Well, congratulations Baltimore. You’ve turned ESPN talking head (and more importantly, best baseball writer in the business) Tim Kurkjian into a Natty Boh swilling, crab leg sucking fan boy. When he first made those comments on the radio, I was definitely intending on taking a jab or two, but the more I thought about it the more hypocritical it became. Truth is, it was great to hear that from Tim Kurkjian.
Obviously, objective analysis is important from the people who cover sports for a living. But I don’t want listen to a damned robot. Everybody that works in sports from me, to Tim Kurkjian, to whoever else, got into it because they have a special spot in their heart for (or crippling addiction to) some team.
Each time I see Piazza deliver a much needed “Get Well Soon” card into the throngs of Shea faithful in center, just days after the September 11th attacks, it hits a chord. Todd Pratt putting his fist through invisible dry wall after rounding first strikes a completely different one, but it’s just as memorable. The home run from the catcher who shall not be named smashes the whole damn guitar into sawdust.
The point is, the Mets are the reason I care about baseball so much. I love watching everything about it, but if I didn’t have anyone to root for, it would be tough to be similarly engaged. Kurkjian is at the very beating heart of the sport, traversing the country enough that he’s probably on a first name basis with half the pilots. He’s down the line objective, and marvelous at everything from the mundane (pages of numbers) to the heart wrenching (his Mike Flanagan column was head and shoulders above the rest). For someone to invest as much time as he does in baseball, he really has to love something about it.
So it was great (and humanizing) to hear him openly gushing about the O’s on 106.7. The comparison to the 2010 Giants was something I’d expect to hear from an educated Pickles patron after a few libations, followed by an immediate “wait, hear me out on this…” Every analytic neuron in Tim’s brain was probably screaming “you’ve got to be f*cking kidding me”. But this great start exposed Kurkjian in a good way. Regardless of the fact that he’s a consummate professional, at the end of the day, he got into baseball because he liked watching the Orioles win. And clearly, he still does.
10 Things You May or May Not Know
1) The best pitcher in baseball is the same guy that lead all of baseball in walks last year. Granted, that’s a little misleading as Gio Gonzalez was an exceptional pitcher in 2011 (16-12, 3.12), but after cutting back on his free passes (down to 3.6 from 4.1 in 2011) he is having a historically great year. Just some food for thought to go with your lunch: there’s a long way to go until the All-Star break, but right now Gio is holding opposing batters to a infinitesimal .156 batting average. If that were to somehow continue, it would be the lowest opponent batting average allowed before the All-Star break in baseball history. Cole Hamels may be adding zeros to his contract with every win, and Justin Verlander is well on his way to another Cy Young. But as of right now, there is no better pitcher in the league right now than Washington’s 1A.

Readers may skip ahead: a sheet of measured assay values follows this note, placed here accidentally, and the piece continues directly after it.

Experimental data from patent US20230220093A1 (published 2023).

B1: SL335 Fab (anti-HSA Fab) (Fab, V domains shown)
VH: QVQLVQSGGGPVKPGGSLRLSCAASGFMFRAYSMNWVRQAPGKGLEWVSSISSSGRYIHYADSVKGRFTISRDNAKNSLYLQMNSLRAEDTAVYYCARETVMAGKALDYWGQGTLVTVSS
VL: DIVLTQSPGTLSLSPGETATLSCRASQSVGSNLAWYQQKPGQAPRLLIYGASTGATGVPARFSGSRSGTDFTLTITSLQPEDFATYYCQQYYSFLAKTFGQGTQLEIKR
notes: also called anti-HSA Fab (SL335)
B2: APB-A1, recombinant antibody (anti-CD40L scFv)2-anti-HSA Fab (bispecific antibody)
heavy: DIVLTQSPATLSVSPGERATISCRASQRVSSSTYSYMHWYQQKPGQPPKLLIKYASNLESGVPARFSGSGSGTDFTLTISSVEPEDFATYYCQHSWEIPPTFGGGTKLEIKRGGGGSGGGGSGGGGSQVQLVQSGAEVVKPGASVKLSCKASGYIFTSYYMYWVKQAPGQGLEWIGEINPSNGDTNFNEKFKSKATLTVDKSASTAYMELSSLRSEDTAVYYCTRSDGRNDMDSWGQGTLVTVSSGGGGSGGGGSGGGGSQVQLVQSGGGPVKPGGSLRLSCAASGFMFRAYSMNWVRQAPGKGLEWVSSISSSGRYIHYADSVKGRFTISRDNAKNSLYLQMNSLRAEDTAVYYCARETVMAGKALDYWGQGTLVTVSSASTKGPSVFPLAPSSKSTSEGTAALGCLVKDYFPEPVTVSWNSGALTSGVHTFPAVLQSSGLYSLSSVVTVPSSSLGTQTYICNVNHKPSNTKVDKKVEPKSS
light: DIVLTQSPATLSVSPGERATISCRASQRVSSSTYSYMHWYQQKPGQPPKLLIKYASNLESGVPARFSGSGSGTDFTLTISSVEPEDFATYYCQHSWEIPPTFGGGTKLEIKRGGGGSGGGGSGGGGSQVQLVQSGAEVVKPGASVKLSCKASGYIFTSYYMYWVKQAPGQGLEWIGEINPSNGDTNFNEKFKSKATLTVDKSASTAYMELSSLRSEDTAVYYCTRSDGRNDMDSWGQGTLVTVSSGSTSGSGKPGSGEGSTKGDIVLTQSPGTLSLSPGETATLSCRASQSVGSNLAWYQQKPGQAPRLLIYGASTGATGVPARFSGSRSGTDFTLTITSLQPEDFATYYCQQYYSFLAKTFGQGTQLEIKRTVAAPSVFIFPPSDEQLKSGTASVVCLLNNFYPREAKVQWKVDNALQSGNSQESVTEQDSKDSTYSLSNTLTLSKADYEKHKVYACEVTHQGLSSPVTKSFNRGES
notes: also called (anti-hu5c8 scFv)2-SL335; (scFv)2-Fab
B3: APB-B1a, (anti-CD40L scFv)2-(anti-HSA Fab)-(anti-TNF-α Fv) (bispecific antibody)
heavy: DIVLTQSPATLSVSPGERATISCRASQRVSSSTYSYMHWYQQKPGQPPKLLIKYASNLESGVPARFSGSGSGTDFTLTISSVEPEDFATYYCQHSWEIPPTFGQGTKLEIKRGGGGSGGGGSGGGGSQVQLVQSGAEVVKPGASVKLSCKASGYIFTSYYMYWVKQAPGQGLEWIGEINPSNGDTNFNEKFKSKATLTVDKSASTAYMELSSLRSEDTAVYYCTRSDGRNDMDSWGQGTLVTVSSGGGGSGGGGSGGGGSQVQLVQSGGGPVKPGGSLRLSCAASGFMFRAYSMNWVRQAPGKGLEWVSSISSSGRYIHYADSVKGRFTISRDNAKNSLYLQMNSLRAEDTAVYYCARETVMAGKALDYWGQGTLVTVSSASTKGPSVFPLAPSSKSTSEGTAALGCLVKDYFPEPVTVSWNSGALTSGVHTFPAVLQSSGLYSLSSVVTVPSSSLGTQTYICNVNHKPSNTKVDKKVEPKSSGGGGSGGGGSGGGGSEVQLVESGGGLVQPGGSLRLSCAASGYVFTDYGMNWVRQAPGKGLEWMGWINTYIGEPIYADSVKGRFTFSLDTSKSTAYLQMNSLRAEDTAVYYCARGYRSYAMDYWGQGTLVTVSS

2) Due to a freezing cold streak from David Wright that has him all the way down at .373, there is now an undisputed best hitter in baseball. Here’s a hint, you definitely thought he was too old to pick up in fantasy this year…and last year…and probably all the way back to 2008. When I say Paul Konerko and Hall of Fame case, you say I’m an idiot. When I say Paul Konerko has the 3rd most home runs of any A.L. player since 2004 – trailing A-Rod and Big Papi – it sounds slightly more credible (he’s out hit both of them in that span by the way). If I then add that he has a great chance finish his career as the White Sox all-time leader in home runs (he trails Frank Thomas by 48), then it gets interesting. He’s also top five in White Sox career hits, doubles, and slugging percentage. Konerko has been a steady, if not especially mobile option at first base for the Sox (a sparkling .995 career fielding percentage at first coupled with a UZR that has regularly hovered between -1 and 1). Carrying an unheralded Chicago team to a possible playoff berth could put him in the running for an MVP to separate him from guys like Fred McGriff and Carlos Delgado (both with very similar career numbers). What’s your opinion on Konerko if he ends up at .285/460/1500?
3) As a Mets fan, if somebody doesn’t start recognizing R.A. Dickey as one of the best pitchers in the National League, I may have to start taking drastic measures. Since 2010 (when he came to the Mets and fully embraced the knuckleball), Dickey has the 7th best ERA in the N.L. at an exceptional 3.08. That’s a better ERA in that time than Chris Carpenter, Mat Latos, and favorite of the column Tim Lincecum. This year Dickey has been particularly dominant, including his three most recent starts where the knuckler has dizzied batters to the tune of a 29/2 strikeout to walk ratio. There has never been a pitcher quite like Dickey who throws a hard knuckleball that occasionally jumps into the low 80’s, and maybe that’s why he is constantly underappreciated. But if there ends up being a big time game for the Mets this season…I’d still want Santana starting. But it would be very, very close.
4) Everyone’s good and ready to acknowledge that Jason Hammel is the ace of the Orioles staff now, right? After two subpar outings, Hammel bounced back to dominate a weak Kansas City lineup on Friday, and lowered his ERA to 2.78 (6th in the AL). You want to know the fun part? This should continue. His FIP is actually LOWER than his current ERA (2.34), and the BABIP versus him is right around the league average at .286. Those numbers indicate that Jason Hammel is not going anywhere, and that the Orioles may have made one of their better deals in recent memory when they traded Jeremy Guthrie for what looked like two rusty bullpen arms from Colorado.